Netanyahu welcomed the Quartet’s call but reserved an official reply until he meets with senior cabinet ministers after his return on Monday from New York.

Abbas has said he would discuss the ideas with Palestine Liberation Organisation (PLO) leaders and other senior Palestinian officials.

Hours before Abbas returned to the West Bank, Netanyahu’s foreign minister, Avigdor Lieberman, said there would be “tough repercussions” if the U.N. approved the statehood application {nS1E78L2CV].

Lieberman, who heads a far-right party in Netanyahu’s governing coalition, did not spell out what action Israel might take. He said Israel had reservations about the Quartet’s proposal but was “ready to open immediate negotiations” with the Palestinians.

In the past, Lieberman has suggested severing ties with Abbas’s Palestinian Authority, which exercises limited self-rule in the West Bank, if it wins recognition without a peace deal with Israel.

Israel is concerned that even if the United States vetoes a statehood resolution in the Security Council, the Palestinians could still win approval in the General Assembly for a more limited U.N. membership.

Additional reporting by Nidal al-Mughrabi; Writing by Jeffrey Heller; Editing by Sophie Hares

Netanyahu, Lieberman praise Obama’s U.N. speech, but Palestinians pan it


Israeli Prime Minister Benjamin Netanyahu thanked President Obama for his speech at the United Nations General Assembly, but the Palestinians criticized the address.

Netanyahu met with Obama at the United Nations on Wednesday afternoon after the president’s speech and reportedly expressed his appreciation for the address. The speech was praised as well by Israel’s hawkish foreign minister, Avigdor Lieberman.

“I congratulate President Obama, and I am ready to sign on this speech with both hands,” Lieberman said at a news conference.

Some officials with the Palestine Liberation Organization criticized the president’s speech, which was seen as a rebuke of its effort to seek U.N. recognition of Palestinian statehood.

“Listening to him, you would think it was the Palestinians who occupy Israel,” Hanan Ashrawi, a senior member of the PLO delegation in Washington, told Israel’s daily Haaretz. “He presented a double standard when he disassociated the Arabs’ fight for their freedom in the region from the Palestinian freedom fighters, who deal with the occupation for 63 years.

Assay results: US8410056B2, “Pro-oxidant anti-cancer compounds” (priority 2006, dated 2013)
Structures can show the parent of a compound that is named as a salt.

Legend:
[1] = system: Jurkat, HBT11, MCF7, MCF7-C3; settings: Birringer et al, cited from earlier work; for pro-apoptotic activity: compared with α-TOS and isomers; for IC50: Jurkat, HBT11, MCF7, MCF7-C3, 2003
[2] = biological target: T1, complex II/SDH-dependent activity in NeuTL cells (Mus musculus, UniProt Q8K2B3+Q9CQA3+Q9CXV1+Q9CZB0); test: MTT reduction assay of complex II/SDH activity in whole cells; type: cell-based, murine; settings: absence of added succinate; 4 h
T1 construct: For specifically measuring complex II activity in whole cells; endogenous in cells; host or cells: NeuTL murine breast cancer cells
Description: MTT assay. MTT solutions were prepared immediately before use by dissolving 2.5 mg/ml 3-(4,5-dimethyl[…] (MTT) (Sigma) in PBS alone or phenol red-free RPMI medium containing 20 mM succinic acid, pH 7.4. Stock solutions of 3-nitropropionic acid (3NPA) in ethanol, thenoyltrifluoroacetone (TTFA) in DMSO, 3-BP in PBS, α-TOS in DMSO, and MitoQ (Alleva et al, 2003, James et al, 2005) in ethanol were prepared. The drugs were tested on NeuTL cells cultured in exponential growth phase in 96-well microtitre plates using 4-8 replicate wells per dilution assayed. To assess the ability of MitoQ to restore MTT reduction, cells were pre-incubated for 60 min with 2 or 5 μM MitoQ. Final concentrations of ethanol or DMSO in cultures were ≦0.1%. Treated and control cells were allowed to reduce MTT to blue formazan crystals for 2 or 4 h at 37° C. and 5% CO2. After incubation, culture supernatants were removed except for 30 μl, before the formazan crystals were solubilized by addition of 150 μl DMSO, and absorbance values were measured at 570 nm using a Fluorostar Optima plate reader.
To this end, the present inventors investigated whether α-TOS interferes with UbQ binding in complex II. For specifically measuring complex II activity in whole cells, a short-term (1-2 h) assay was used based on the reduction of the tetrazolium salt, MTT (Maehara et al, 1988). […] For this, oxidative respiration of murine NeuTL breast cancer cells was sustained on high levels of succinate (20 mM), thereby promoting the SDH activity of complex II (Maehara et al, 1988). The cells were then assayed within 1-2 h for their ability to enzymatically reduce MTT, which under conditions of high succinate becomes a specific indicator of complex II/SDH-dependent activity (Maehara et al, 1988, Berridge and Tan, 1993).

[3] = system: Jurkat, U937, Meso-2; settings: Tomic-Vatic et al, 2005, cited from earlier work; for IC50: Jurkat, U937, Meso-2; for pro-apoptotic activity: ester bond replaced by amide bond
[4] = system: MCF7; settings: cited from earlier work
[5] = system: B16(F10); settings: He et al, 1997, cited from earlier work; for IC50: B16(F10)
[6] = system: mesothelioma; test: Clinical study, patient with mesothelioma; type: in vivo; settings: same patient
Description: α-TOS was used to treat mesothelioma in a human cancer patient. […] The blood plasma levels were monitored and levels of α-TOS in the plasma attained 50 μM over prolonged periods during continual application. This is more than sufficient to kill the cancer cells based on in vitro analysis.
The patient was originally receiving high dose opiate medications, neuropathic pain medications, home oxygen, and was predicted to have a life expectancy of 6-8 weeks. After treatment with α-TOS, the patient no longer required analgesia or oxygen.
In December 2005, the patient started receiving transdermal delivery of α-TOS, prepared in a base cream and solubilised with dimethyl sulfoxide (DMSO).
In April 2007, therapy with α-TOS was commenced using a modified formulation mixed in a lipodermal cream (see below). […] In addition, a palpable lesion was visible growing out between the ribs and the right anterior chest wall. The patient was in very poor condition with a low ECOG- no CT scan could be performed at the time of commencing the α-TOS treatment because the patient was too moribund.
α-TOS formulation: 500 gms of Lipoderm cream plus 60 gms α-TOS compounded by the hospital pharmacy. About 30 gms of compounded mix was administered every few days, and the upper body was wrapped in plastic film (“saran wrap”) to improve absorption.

“What we heard is precisely why we are going to the U.N.,” she added, apparently referring to the speech’s expressions of support for the Arab Spring.

The speech was also criticized by the secretary-general of the PLO’s executive committee, Yasser Abed Rabbo.

Nabil Shaath, a senior Palestinian negotiator, said at a news conference that the Palestinians would give the U.N. Security Council time to consider their request for full U.N. membership before taking the matter to the General Assembly. They are expected to submit their request to the Security Council on Friday.

“The U.N. is the only alternative to violence,” Shaath said at the news conference, according to reports. “It will be very costly to us and the Israelis. Our new heroes are Gandhi, Mandela and Martin Luther King.”

In his U.N. speech, Obama said the differences between Israelis and Palestinians must be bridged through negotiations between the two parties.

“Peace will not come through statements and resolutions at the United Nations,” he said.

Obama also noted Israeli suffering from terrorism and said that the “Jewish people have forged a successful state in their historic homeland.” He said that Israel deserves normal relations with its neighbors and called for a two-state solution to the Israeli-Palestinian conflict.

The Obama administration has indicated that it would veto any Security Council resolution recognizing Palestinian statehood. The Palestinians, however, would be likely to win a vote in the General Assembly, which would not by itself grant them U.N. membership but could upgrade their status at the world body to a non-member observer state.

Clock ticks on Palestinian U.N. plan


Diplomats scrambled on Thursday to head off a clash over Palestinian plans to seek full U.N. recognition with little visible sign of progress and a deadline some 24 hours away.

Iranian President Mahmoud Ahmadinejad briefly seized the spotlight at the United Nations General Assembly, accusing the United States of using the September 11, 2001, attacks as a pretext for attacks on Iraq and Afghanistan and condemning western support for Zionism.

But attention focused on the crisis looming over this year’s U.N. meeting—Palestinian President Mahmoud Abbas is ready to submit his application to the U.N. Security Council on Friday despite pressure from U.S. President Barack Obama to forgo the U.N. option and resume direct talks with Israel.

Obama’s meetings with Abbas and Israeli Prime Minister Benjamin Netanyahu on Wednesday ended with no breakthrough, illustrating stark new limits of U.S. influence over a process that is spinning in unpredictable directions.

Obama, whose personal efforts to restart the Middle East peace process have proved fruitless, on Wednesday declared that direct talks were the only path to Palestinian statehood, underscoring unbending U.S. opposition to the U.N. plan.

Obama said the United States will veto any Palestinian move in the Security Council—a step which would isolate Washington with its ally Israel at a moment of unprecedented political turmoil across the region.

U.S. Secretary of State Hillary Clinton, who met both Abbas and Netanyahu on Wednesday, said the United States would continue to push for a durable, negotiated peace.

“Regardless of what happens tomorrow in the United Nations, we remain focused on the day after,” Clinton told reporters.